| Among the Forest People|
|by Clara Dillingham Pierson|
| A charming series of nature stories for young children, including tales of red squirrels, great horned owls, rattlesnakes, and bats. No one can read these realistic conversations of the little creatures of the wood without being most tenderly drawn toward them. Within the context of each story children learn many entertaining facts about the lives and habits of these little people of the forest. Ages 5-7 |
 LIFE in the forest is very different from life in the
meadow, and the forest people have many ways of doing
which are not known in the world outside. They are a
quiet people and do not often talk or sing when there
are strangers near. You could never get acquainted
with them until you had learned to be quiet also, and
to walk through the underbrush without
twigs at every step. Then, if you were to live among
them and speak their language, you would find that
there are many things about which it is not polite to
talk. And there is a reason for all this.
In the meadow, although they have their quarrels and
their own troubles, they always make it up again and
are friendly, but in the forest there are some people
who can never get along well together, and who do not
go to the same parties or call upon each other. It is
not because they are cross, or selfish, or bad. It is
just because of the way in which they have to live and
hunt, and they cannot help it any more than you could
help having eyes of a certain color.
These are things which are all understood in the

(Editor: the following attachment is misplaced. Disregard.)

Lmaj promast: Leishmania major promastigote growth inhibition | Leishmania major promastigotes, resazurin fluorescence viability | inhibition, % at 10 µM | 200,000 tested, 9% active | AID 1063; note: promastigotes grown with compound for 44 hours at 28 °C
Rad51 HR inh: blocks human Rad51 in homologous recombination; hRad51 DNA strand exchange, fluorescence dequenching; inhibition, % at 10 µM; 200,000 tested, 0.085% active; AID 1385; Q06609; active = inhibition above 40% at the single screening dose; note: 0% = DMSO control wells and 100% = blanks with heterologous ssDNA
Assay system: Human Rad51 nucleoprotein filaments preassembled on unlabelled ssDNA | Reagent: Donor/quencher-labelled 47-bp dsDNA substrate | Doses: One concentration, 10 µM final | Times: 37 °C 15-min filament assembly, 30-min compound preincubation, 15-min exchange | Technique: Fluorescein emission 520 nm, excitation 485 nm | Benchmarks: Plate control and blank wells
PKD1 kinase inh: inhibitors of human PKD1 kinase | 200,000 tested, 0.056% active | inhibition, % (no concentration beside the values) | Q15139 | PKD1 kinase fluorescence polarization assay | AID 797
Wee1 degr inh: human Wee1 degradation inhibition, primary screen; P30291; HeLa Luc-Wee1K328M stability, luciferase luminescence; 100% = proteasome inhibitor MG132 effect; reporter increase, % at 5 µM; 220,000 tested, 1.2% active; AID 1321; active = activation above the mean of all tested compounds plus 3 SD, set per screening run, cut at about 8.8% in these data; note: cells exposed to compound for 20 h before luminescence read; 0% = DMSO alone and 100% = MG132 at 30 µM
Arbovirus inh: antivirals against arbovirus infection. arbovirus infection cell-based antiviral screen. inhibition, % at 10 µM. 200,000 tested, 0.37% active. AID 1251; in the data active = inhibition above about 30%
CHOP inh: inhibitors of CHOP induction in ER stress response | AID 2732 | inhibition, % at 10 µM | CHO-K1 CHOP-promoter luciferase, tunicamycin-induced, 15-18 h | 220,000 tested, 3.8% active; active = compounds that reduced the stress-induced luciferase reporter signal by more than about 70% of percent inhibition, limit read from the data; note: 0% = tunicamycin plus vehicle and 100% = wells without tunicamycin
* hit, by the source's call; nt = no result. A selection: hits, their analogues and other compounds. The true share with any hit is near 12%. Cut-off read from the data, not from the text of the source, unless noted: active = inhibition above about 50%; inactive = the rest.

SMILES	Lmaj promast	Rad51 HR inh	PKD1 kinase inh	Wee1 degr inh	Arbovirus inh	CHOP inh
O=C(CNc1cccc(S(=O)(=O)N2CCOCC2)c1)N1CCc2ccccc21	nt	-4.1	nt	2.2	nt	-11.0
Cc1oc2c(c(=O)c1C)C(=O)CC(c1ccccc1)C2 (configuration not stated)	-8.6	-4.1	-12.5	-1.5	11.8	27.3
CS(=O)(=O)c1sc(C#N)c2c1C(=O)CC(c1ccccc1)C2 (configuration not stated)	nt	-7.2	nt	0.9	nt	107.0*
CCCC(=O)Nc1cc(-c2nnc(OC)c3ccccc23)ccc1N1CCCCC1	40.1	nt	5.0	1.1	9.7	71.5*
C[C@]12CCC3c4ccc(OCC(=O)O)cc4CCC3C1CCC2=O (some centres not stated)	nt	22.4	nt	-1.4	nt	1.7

forest, and the people there are careful what they say
and do, so they get on very well indeed, and have many
 happy times in that quiet, dusky place. When
people are born there, they learn these things without
thinking about it, but when they come there from some
other place it is very hard, for everybody thinks it
stupid in strangers to ask about such simple matters.
When Mr. Red Squirrel first came to the forest, he knew
nothing of the way in which they do, and he afterward
said that learning forest manners was even harder than
running away from his old home. You see, Mr. Red
Squirrel was born in the forest, but was carried away
from there when he was only a baby. From that time
until he was grown, he had never set claw upon a tree,
and all he could see of the world he had seen by
peeping through the bars of a cage. His cousins in the
forest learned to frisk along the fence-tops and to
jump from one swaying branch to another, but when this
poor little fellow longed for a scamper he
only run around and around in a wire wheel that hummed
as it turned, and this made him very dizzy.
He used to wonder if there were nothing better in life,
for he had been taken from his woodland home when he
was too young to remember about it. One day he saw
another Squirrel outside, a dainty little one who
looked as though she had never a sad thought. That
made him care more than ever to be free, and when he
curled down in his cotton nest that night he dreamed
about her, and that they were eating acorns together in
a tall oak tree.
The next day Mr. Red Squirrel pretended to be sick. He
would not run in the wheel or taste the food in his
cage. When his master came to look at him, he moaned
pitifully and would not move one leg. His master